The Stimulus and how to apply it?

Discussion in 'General Instruction [BG]' started by f'nar f'nar, Jul 12, 2005.

  1. Ok, so I want to write a new song, but i dont want it to be shallow, empty and meaningless like my others. Sure, they where ok, but I wanna feel what I'm playing about.

    So, my question to you my friends is: A stimulus can be anything yes? So once I find one, how do I apply it? I mean, I can say yeh, "this song is about 'such-a-thing' ", but I want to be able to say "This RIFF means this, and this is how I feel about it."
  2. chardin


    Sep 18, 2000
    What's wrong with shallow and empty? Isn't that the basis of most rock and roll songs?

    James Jamerson said (paraphrase) "I see a flower move and I want to play a certain way." Flea said (paraphrase again) "Imagine that someone gave you a glass of orange juice but it was really piss. How would that affect your playing?"

    So you found a riff you like. What made you play that riff? What is going on in your life at that moment? Is it built up aggression? A peaceful, easy feeling? (apologies to the Eagles) Put those feelings into words. Use your anger Luke. Or for more fun, run your lyrics through a vocoder using your bass line as a carrier. Also, you don't need a lot of lyrics, especially for prog-rock.

    Have fun.
  3. powerslave

    powerslave Guest

    Feb 24, 2005
    United States
    Try to write the music first; then the words, to match what you we're feeling at the time.

    That’s where a soulful singer can really make a difference
  4. Blackbird

    Blackbird Moderator Staff Member Supporting Member

    Mar 18, 2000
    They say there's two kinds of music: good music and music that's performed poorly.

    Instead of worrying about the result, just do it and let whatever it is you're feeling come out. Enjoy the process. Write the song without being judgemental. After a few days, months or years, you'll have more experience and might take the sadder songs and make them better.
  5. Aaron Saunders

    Aaron Saunders

    Apr 27, 2002
    Play what you feel. The more you stress about the song itself, the harder it's going to be to write!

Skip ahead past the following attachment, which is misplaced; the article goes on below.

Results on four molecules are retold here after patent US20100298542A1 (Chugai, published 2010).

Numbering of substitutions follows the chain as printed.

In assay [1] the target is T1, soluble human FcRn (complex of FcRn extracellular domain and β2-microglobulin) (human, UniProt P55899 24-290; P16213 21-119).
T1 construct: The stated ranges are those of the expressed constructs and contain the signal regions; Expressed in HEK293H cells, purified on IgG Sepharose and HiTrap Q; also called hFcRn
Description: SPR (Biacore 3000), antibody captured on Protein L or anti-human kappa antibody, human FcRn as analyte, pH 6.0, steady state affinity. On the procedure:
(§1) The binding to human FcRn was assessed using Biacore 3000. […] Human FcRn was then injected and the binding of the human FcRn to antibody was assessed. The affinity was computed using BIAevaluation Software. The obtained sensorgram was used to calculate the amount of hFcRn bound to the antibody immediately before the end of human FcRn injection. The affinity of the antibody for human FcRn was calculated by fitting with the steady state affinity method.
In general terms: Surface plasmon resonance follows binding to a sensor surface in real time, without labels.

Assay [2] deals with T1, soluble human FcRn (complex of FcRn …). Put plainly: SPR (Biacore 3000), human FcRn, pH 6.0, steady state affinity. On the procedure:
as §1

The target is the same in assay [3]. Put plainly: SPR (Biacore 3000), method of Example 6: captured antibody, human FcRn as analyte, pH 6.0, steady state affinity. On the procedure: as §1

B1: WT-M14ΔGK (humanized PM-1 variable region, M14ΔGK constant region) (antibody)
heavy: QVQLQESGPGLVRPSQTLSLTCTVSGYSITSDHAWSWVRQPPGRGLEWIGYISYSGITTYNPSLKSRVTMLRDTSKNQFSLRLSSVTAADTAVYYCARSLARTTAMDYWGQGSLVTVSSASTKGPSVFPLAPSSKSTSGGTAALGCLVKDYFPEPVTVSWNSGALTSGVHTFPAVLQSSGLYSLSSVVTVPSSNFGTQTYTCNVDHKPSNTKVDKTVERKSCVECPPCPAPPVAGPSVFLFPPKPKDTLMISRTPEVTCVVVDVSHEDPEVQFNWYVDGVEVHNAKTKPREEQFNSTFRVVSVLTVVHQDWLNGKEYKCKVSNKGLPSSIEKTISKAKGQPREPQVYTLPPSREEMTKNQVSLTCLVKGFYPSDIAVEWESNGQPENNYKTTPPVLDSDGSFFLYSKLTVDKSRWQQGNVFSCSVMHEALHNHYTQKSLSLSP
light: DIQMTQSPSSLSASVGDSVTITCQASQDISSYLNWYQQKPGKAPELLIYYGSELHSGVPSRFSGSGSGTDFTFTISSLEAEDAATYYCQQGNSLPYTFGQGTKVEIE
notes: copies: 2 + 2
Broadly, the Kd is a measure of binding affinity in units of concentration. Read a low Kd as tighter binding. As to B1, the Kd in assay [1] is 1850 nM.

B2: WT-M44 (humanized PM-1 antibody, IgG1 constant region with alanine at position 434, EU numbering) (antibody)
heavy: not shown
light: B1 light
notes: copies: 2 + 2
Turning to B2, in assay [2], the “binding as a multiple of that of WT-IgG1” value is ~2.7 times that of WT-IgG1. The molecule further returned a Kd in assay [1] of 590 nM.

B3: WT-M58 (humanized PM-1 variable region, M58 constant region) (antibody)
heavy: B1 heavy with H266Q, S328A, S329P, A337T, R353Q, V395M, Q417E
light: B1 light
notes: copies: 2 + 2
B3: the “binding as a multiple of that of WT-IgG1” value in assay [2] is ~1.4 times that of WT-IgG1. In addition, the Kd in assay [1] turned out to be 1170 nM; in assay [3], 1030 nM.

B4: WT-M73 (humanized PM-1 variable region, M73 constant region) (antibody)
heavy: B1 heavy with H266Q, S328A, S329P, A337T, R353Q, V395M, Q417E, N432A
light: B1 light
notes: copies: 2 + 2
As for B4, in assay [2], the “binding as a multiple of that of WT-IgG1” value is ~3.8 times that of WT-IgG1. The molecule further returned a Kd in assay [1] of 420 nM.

6. Correlli


    Apr 2, 2004
    New Zealand
    you'll find that some of the best songs ever written in modern music, where written to a formula.

    Once you get the formula or pattern right, then apply the feeling to it.

    The next thing to do is get a hook.

    For example, the beatles would use 2 or 3 words and brake them down into the syllabals, then apply a bunch of notes to it. How you apply the notes to each syllabal is very important. And the funny thing is, that the words could mean absolutely nothing to the writer. The words could have even been used from there favorate novel. It all just patterns.



    Look into more about how the beatles wrote songs. It was all just clever patterns.
  7. powerslave

    powerslave Guest

    Feb 24, 2005
    United States
    I like that, there is a lot of truth to your example and it does work very well when you are writing everything. I’ve used a similar approach but what you have noted is really a cool way to do that, I’d like to try that approach, as long as I don’t sound like the beatles.. :eek:
  8. Correlli


    Apr 2, 2004
    New Zealand
    All you have to do is apply a different Feel to the structure. This could Light or Dark, or shades in between.

    I also forgot to mention Rhythm.

    So you have the:

    Pattern - Cmaj7, Dm7, Em7 etc

    Rhythm - 1, 2, 3, 4 _ 1, 2, 3, 4 etc

    Feel - Light (maj) <-> Dark (min), Shading (7th, 6th, dim5, +5, 11th, 9th, sus4, sus7 etc...)

    Word - Do, La, ba, fa, ra, su...

    [  C - D - E - F - G  ]  + Rhythm
    [ Yel-low-sub-ma-rine ]  + Feel

    The possibilites are ENDLESS. It could go forever if you want it to.

    Sorry if it looks confusing. I'm still trying to get my head around it too.